Before the run
If you are buying gear, remember they are not for use for the next day. Use previously worn (tried and tested) clothes and gear.
Avoid drinking alcohol the night before the run. You can do without a hangover while running.
Do not do any lower limb strength training or running the day before the marathon. Just light stretching and a gentle massage will do. You don’t want to be running to the starting line.
Rest early as you will need enough sleep to wake up early. A total of eight hours of sleep is required before the run. You should have some relaxing ritual — a warm shower, followed by some gentle stretching or some deep breathing exercises.
Fix the bib to your shirt the previous night. That’s the one thing you need at the starting line. Don’t show up without it!
Don’t use cotton innerwear or outerwear.
An early dinner is a must and your food should be rich in carbs, low in fat and easily digestible. Also, the food should be something that you usually eat during practise runs.
For women who are menstruating during the run, tampons are a better option. Cotton underwear and a sanitary pad could bruise you and cause blisters.
Wake up three hours prior to the event and eat a small breakfast. Also, make sure to use the toilet. Ensure that you’ve got all your gear ready and take care of last-minute issues.
Have a carb rich, but gut-soothing breakfast, like a banana or a smoothie. Avoid fatty or fibre-rich food. Do not overeat or drink. Have coffee or tea, if you’re used to it.
Drink water 45 minutes before the event, and do not drink too much of it before you start (plenty of water will be available at the aid stations).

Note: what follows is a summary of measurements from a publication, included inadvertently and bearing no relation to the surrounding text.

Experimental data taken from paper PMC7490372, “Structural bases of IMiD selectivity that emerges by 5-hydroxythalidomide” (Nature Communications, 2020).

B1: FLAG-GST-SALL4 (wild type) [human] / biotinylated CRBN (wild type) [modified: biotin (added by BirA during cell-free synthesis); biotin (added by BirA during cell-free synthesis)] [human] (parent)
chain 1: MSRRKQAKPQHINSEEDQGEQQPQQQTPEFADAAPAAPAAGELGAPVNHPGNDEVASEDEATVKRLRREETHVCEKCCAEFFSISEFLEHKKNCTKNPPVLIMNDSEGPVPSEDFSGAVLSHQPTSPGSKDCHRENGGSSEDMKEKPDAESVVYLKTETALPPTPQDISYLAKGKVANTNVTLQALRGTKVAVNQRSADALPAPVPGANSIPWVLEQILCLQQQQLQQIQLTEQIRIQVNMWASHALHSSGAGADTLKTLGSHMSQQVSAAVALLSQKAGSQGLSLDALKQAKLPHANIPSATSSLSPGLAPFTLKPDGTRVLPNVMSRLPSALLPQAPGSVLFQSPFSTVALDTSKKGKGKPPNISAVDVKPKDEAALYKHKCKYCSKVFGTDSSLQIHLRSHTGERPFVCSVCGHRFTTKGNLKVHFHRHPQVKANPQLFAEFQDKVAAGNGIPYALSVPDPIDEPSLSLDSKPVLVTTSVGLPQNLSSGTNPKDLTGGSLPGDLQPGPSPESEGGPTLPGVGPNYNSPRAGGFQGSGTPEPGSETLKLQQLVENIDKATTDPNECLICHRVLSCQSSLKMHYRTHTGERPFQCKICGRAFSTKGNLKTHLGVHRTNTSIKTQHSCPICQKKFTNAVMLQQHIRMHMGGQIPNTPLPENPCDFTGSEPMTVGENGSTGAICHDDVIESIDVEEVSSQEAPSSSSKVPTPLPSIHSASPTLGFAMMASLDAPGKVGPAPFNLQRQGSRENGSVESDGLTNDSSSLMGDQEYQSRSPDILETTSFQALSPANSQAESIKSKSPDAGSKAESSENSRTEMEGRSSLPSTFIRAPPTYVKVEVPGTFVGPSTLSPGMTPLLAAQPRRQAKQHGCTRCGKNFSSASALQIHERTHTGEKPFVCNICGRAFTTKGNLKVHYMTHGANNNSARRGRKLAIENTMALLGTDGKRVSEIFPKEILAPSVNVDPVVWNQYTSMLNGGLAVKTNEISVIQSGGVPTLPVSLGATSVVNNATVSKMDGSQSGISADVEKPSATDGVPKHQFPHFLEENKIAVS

Apply vaseline (or wear a band aid) to chaff prone areas. Chafing is a common problem for runners. Reach the venue on time.
Get to the run at least one hour before the start, so you’ll have enough time to pick up your number, use the portable potty, and warm up before the run.
A slow jog or a walk followed by gentle stretching is a must.
Run light without a camel pack, etc., As it can slow you down.
Besides using the toilet before you begin your run, there will be toilets after every five km or so. Stop and use them if you need to, because, trying to control your bladder will only play on your mind and stop you from enjoying your run.
After finishing the run, walk a little more beyond the end point, do a gentle stretch routine.
Lying down with your feet up or icing (using ice after the run) will help you recover faster.
A gentle massage also helps in fast recovery. Just like you warm up before the run, it is important to help your muscles recover from the stress.
Don’t forget to help yourself to the white powdery substance that is provided during the runs. It is not sugar or anything harmful, it is just good old salt that your body needs during long runs.
Sip water and energy drinks at all the aid stations. There are water stations every two km or so, that also provide banana and glucose biscuits.
Simple stretching exercises:
Front leg swing
Stand with one hand holding on to a wall and swing the leg (that is outside) forward, while keeping your knee straight. Then swing the leg backwards. Do this with both your legs. Swing each leg 10 times.
Lie on your back. Raise your right knee and hold it with your left hand. Inhale. Exhale and drag your knee across your body, keeping your back down. Repeat with other leg.
Sit on the ground and extend your right leg in front of you. Touch your right knee with the heel of your left leg. Bend forward and hold your toes with both hands.